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Title: Data analysis for improved risk assessment in underground pipelines
Authors: Anes-Arteche, Francisco
Advisors: Yu, K
Wang, B
Keywords: Pipeline corrosion;ECDA;Quantile regression;Data analysis;DCVG
Issue Date: 2017
Publisher: Brunel University London
Abstract: This thesis describes research relating to data analysis for improved risk assessment in buried pipelines. The kind of pipelines being considered includes onshore underground pipelines. External corrosion in buried pipelines is often complex to understand due to the diversity of factors affecting the corrosion process and in many cases, these pipelines operate in hostile environments. They may be less susceptible to failure and their failure may have different consequences in relation to aboveground pipelines. However, there is a limitation with respect what inspection techniques are efficient and therefore the assessment process is more difficult to be carried out. One of the major integrity risks to aging pipelines is the degradation and failure of the protective coating, leading to external corrosion. A commonly used approach for the assessment of external corrosion risk of buried pipelines is based on measurements from indirect inspections which are used to assess the likelihood of external corrosion. The underlying assumption is that indirect measurements can provide data to reliably identify corrosion defects on the pipeline, and prioritise defects according to their risk to pipeline integrity. One established method to determine the condition of the pipeline coating is to use an above-ground technique, such as DCVG, to locate the severity of the any coating defects, that may be present on a pipeline. Whilst the location aspect of this technique is very accurate and reliable, the severity may not correlate very well with the actual size of the coating defect when examined after excavation. Therefore, there is a need to refine the coating defect sizing model to provide a better indication of the severity of coating defects. However, there is little available research carried out to investigate this in a systematic manner. A further area of uncertainty relates to the correlation between the indirect inspection measurements, and the severity of the corrosion found following excavation. The development and refinement of regression models to address this link is required to ensure better corrosion predictions and improved inspection plans. The aim of the research described in this thesis is to analyse the external corrosion phenomenon in underground pipelines through the analysis of data from inspection reports and soil surveys. This aim has been achieved through specific studies at TWI, two of which are described in this thesis. The contribution to knowledge of the research included in this thesis is the improvement on the understanding of pipeline coating condition and external corrosion phenomenon in underground pipelines through the analysis of data from inspection reports and soil survey. Also, the identification of key factors affecting external corrosion along the probability distribution function, including factors that affect the initiation of corrosion and factors which have more importance in cases of severe corrosion. The novelty of the research herein presented relies in the application of quantile regression to pipeline data combined with soil properties which has never been applied before. The results improve the understanding of pipeline coating condition and external corrosion in underground pipelines. Also, it proposes suggestions for improving the interpretation of the NACE ECDA SP-0502 standard which may lead to significant savings in the pipeline industry.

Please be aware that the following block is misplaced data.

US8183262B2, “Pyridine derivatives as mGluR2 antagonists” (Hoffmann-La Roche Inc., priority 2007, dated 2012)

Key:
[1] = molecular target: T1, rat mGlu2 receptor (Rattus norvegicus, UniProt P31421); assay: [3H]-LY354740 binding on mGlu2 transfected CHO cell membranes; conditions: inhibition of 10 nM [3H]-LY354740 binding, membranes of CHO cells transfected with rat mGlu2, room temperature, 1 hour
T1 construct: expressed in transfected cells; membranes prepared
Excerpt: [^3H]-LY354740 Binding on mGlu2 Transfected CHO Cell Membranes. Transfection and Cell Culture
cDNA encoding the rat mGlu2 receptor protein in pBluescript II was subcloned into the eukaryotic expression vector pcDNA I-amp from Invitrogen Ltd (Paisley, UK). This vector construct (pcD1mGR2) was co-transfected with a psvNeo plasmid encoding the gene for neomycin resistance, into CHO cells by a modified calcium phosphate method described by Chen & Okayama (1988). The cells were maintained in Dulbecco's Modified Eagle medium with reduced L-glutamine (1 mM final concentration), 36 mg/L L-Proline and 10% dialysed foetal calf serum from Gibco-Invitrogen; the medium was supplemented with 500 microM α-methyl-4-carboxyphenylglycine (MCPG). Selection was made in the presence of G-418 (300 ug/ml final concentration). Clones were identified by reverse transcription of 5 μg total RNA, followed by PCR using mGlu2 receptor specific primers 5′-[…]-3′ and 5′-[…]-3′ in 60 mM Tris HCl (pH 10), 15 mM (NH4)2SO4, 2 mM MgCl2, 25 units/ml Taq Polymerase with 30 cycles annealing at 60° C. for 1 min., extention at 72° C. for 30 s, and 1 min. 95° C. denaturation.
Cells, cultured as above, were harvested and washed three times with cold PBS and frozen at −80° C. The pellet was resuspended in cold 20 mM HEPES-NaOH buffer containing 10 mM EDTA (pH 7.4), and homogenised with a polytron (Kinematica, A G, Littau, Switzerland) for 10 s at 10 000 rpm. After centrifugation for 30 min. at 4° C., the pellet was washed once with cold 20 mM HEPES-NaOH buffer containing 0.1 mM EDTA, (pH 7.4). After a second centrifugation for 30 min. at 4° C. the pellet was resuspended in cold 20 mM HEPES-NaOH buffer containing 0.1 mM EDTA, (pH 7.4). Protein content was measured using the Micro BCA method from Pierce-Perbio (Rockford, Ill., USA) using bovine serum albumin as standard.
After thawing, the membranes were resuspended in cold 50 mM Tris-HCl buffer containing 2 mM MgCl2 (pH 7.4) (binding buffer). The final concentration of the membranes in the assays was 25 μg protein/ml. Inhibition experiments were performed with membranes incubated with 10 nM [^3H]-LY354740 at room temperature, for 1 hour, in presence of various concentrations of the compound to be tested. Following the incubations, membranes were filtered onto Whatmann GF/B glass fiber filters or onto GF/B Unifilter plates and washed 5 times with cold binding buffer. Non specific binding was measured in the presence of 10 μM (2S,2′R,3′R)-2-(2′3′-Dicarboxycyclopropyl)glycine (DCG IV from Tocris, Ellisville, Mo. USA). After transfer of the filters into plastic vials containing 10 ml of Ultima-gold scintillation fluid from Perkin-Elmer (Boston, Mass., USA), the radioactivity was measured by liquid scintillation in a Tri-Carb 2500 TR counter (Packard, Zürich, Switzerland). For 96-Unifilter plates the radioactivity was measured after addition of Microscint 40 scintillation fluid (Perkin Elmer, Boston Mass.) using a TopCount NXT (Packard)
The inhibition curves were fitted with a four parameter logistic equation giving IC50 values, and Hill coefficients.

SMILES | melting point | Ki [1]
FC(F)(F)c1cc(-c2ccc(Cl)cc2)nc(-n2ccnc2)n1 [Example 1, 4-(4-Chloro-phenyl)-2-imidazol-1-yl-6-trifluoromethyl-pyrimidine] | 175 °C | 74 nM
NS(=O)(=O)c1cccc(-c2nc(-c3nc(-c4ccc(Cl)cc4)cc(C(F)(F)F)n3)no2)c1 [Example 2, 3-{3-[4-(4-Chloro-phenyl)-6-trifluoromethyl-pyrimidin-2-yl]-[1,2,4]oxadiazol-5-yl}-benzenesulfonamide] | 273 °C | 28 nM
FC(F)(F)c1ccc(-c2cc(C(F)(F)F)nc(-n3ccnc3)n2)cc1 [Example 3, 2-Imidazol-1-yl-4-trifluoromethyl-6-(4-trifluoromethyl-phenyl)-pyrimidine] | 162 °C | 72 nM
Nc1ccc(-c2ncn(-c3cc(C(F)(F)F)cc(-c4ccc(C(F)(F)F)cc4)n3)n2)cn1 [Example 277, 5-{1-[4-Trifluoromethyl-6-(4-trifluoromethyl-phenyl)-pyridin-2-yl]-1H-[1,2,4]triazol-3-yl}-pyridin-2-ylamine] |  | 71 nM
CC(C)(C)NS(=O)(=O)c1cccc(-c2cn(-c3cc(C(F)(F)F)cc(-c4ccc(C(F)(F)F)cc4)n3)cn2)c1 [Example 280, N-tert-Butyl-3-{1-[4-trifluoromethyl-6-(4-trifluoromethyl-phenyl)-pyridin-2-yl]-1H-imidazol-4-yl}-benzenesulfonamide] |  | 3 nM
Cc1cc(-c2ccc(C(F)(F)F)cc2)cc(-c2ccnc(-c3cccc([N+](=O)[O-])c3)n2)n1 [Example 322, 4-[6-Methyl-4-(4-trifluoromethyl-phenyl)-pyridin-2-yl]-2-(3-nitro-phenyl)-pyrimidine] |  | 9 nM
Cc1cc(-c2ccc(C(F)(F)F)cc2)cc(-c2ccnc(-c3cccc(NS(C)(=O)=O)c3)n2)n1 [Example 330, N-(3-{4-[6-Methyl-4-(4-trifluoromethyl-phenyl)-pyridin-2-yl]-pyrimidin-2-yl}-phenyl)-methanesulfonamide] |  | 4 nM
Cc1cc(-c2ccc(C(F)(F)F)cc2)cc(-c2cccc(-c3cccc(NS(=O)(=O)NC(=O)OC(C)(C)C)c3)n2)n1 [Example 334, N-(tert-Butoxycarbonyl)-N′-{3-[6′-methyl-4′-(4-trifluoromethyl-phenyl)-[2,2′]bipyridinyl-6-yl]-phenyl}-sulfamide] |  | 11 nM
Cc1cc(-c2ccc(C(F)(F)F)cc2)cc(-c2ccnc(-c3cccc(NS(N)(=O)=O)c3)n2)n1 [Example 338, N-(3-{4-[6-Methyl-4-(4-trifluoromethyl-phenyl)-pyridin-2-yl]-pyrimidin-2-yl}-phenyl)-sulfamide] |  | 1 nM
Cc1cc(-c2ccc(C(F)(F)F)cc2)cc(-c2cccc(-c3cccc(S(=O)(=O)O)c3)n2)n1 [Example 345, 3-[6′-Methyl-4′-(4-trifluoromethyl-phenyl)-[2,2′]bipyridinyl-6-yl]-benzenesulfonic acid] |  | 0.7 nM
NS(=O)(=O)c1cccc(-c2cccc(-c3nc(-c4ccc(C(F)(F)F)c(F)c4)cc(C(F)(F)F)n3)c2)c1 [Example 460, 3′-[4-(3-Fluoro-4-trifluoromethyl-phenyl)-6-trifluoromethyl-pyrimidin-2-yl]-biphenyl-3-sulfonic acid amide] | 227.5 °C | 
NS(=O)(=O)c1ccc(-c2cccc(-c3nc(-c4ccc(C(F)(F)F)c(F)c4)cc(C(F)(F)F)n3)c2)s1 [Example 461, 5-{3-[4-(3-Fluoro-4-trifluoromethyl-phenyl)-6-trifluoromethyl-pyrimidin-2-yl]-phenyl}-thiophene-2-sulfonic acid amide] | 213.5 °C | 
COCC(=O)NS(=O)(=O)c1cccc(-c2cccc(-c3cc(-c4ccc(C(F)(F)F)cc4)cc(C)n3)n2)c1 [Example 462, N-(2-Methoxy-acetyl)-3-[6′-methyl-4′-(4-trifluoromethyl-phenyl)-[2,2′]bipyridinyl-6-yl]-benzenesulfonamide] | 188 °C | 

Description: This thesis was submitted for the award of Doctor of Philosophy and was awarded by Brunel University London
Appears in Collections:Dept of Mathematics Theses

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